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This was a class challenge. I challenged my students to create a treat box out of a single sheet of paper. This was my demonstration model. They had to provide a template of their design as well as a finished model that could be filled with candy--I provided the candy. After I graded the projects, I returned the models to their creators filled with candy. It is amazing how excited high school students get when the teacher feeds them candy.

Step 1: Design

The first step for the students was to decide what they wanted their box to look like. I recommended that they start with a simple shape--such as a cube--and work from there.

I had to challenge myself a bit more so I thought of stacking 2 cubes and built my idea from there. The attached PDF will allow you to recreate my box--but I encourage you to design one of your own also.

If you are designing your own box, try using cardstock or construction paper. Be aware that your first attempt may not be perfect--that is ok. It usually takes me a few tries to get what I was imagining. Sometimes it helps to print graph paper onto your cardstock. It helps me measure and get my angles right.

Step 2: Assembly

Print the page on cardstock--it is thicker than regular copy paper and makes the box more durable. I have used a lot of different printers over the years and have never had any problems with printing on cardstock. If you are mass producing these (like if you need one for each kid in class), you can put cardstock in most copy machines. The only time I had problems with it jamming in a copy machine was when I tried to print 2 sided.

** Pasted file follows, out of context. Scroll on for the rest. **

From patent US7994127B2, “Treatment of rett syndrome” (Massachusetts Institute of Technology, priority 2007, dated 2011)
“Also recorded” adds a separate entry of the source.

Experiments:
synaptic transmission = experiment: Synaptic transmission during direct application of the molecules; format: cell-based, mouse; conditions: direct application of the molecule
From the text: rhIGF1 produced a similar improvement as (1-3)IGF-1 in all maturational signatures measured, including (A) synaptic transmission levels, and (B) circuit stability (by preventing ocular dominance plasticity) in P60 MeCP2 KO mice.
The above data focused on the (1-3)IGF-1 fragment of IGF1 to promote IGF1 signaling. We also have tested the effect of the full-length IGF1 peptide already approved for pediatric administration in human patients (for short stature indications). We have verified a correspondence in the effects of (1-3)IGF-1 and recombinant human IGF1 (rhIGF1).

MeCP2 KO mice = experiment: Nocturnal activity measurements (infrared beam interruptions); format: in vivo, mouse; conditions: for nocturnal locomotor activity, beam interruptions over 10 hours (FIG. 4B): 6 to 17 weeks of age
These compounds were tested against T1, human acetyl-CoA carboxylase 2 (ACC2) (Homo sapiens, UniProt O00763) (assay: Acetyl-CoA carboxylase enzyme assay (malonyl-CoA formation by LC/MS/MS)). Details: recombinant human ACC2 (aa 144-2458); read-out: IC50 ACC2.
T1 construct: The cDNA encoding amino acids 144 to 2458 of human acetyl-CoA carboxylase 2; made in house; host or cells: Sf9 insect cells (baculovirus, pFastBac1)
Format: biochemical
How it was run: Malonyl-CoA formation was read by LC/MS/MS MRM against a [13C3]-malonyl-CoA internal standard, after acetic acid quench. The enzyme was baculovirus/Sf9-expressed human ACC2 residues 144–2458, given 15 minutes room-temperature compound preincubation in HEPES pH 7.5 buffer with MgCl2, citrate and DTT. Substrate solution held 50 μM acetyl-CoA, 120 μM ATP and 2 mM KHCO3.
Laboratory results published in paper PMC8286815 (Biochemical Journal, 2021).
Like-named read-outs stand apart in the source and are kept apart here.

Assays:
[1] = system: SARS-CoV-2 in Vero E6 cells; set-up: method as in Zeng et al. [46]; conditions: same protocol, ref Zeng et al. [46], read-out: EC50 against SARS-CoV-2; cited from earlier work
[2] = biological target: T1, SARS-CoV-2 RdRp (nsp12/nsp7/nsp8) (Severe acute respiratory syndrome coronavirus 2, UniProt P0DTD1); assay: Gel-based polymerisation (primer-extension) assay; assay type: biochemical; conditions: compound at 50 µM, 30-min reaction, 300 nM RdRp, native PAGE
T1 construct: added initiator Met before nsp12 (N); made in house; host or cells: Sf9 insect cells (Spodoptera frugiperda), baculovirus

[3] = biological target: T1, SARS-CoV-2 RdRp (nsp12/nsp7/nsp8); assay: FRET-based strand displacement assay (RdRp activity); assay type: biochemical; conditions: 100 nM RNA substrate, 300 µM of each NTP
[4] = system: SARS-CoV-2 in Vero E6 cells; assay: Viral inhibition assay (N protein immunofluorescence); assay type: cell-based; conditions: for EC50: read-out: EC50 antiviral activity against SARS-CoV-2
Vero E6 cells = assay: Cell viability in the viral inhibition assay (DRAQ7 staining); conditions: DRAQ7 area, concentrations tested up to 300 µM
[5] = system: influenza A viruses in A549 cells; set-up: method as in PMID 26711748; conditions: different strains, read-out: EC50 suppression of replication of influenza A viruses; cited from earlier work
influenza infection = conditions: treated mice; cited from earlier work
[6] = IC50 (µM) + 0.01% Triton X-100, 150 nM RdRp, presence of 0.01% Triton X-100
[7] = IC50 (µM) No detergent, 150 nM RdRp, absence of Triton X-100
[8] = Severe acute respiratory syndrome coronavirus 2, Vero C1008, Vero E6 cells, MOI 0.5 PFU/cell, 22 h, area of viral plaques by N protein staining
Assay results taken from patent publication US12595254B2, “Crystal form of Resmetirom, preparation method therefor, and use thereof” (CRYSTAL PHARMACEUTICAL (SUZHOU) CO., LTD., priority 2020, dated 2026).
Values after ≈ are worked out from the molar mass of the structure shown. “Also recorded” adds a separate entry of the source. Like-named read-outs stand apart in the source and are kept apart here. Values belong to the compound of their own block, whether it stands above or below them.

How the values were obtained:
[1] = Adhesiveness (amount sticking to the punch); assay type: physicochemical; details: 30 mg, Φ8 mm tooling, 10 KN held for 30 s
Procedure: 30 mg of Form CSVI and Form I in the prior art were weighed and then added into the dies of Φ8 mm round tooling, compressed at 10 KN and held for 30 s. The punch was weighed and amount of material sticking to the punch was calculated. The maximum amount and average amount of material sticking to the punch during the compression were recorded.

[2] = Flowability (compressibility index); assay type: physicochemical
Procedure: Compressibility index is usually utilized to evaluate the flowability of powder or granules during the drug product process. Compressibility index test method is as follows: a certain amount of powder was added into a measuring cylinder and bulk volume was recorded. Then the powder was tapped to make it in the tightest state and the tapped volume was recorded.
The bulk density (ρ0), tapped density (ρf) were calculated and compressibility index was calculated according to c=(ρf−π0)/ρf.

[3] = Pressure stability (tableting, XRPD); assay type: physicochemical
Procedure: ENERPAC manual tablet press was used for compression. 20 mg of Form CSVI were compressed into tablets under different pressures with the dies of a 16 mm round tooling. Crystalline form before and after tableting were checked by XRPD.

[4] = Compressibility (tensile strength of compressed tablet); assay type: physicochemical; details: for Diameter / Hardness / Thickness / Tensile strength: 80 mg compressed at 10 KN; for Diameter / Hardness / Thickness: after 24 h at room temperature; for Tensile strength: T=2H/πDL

Cut out the pieces on the solid lines.

Score each fold marked by the dotted lines. Scoring can be done with an empty ball point pen. You want to press hard enough to dent the paper. This helps it fold neatly.

Glue the tabs to form the box. You will only glue the tabs marked with an X. The 3 remaining tabs are just folded and tucked inside when you fill it.

Use white glue--glue stick is not usually strong enough. (You don't want the box to fall apart when you fill it.) Use only a tiny drop of glue on each tab. (It dries faster and doesn't make a mess all over the place.) Hold the 2 pieces together and count slowly to ten. This will give the glue a chance to grab hold.

Step 3: Decorate and Fill

I almost always go with wiggly eyes. After that my imagination leaves much to be desired. I find kids decorate better than me.

Fill with any small candies--Valentine hearts, m & m's, nuts, jelly beans, etc.

About This Instructable

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Bio: I have taught math for 30 plus years. I am one of the crazy ones who actually think math is fun. I am learning how ... More »
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